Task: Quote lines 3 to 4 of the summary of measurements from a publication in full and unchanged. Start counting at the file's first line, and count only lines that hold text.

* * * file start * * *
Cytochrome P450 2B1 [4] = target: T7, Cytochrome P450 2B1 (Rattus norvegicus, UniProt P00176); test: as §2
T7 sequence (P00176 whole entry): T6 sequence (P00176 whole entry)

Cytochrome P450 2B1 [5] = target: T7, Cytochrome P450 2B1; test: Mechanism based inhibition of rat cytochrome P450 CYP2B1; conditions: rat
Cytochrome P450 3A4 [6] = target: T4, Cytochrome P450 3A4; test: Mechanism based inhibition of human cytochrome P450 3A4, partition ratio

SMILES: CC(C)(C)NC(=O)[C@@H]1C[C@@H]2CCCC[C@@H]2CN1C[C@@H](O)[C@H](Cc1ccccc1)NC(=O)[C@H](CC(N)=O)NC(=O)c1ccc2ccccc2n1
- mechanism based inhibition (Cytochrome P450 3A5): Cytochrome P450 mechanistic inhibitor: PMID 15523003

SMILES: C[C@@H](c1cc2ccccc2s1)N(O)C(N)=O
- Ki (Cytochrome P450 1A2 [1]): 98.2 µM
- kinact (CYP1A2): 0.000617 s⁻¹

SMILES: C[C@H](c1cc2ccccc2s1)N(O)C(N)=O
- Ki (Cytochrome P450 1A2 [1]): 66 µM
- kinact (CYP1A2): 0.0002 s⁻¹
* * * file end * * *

Cytochrome P450 2B1 [5] = target: T7, Cytochrome P450 2B1; test: Mechanism based inhibition of rat cytochrome P450 CYP2B1; conditions: rat
Cytochrome P450 3A4 [6] = target: T4, Cytochrome P450 3A4; test: Mechanism based inhibition of human cytochrome P450 3A4, partition ratio